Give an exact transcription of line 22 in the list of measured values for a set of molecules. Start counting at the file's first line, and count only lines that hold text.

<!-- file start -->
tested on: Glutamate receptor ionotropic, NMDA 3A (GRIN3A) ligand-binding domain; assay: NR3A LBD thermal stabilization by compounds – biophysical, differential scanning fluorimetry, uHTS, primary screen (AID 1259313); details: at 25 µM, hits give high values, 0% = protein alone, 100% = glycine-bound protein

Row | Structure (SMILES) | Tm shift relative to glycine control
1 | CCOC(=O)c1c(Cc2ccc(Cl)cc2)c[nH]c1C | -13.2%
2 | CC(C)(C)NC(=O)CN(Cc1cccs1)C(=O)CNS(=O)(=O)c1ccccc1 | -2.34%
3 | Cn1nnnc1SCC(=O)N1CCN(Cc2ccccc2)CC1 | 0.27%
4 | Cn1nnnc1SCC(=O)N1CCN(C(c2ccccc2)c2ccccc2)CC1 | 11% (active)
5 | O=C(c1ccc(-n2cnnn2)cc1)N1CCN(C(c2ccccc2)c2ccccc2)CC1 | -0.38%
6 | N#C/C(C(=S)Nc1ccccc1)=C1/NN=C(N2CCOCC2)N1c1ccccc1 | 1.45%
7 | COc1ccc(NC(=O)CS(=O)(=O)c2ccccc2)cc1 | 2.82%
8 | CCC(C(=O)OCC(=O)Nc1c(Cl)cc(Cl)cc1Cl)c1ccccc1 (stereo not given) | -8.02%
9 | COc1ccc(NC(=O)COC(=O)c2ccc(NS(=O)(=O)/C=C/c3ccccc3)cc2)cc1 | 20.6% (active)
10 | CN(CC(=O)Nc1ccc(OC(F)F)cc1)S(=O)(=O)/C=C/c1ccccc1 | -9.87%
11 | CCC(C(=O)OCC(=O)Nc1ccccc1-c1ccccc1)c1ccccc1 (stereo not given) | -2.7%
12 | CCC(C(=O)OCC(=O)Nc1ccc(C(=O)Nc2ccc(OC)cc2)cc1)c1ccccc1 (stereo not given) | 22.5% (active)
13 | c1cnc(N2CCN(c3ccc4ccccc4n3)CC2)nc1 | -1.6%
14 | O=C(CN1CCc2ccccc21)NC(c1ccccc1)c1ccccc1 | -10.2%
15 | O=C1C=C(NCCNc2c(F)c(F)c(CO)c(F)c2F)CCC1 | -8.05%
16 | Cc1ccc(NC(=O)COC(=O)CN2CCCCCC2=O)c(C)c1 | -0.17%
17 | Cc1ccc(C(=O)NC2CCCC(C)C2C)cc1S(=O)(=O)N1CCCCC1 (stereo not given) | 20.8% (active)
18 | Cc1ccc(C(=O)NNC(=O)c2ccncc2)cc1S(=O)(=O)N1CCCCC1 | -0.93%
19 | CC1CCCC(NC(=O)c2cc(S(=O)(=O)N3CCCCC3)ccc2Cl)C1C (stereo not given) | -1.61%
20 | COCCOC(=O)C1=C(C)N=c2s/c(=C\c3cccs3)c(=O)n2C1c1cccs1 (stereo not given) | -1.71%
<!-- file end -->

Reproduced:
20 | COCCOC(=O)C1=C(C)N=c2s/c(=C\c3cccs3)c(=O)n2C1c1cccs1 (stereo not given) | -1.71%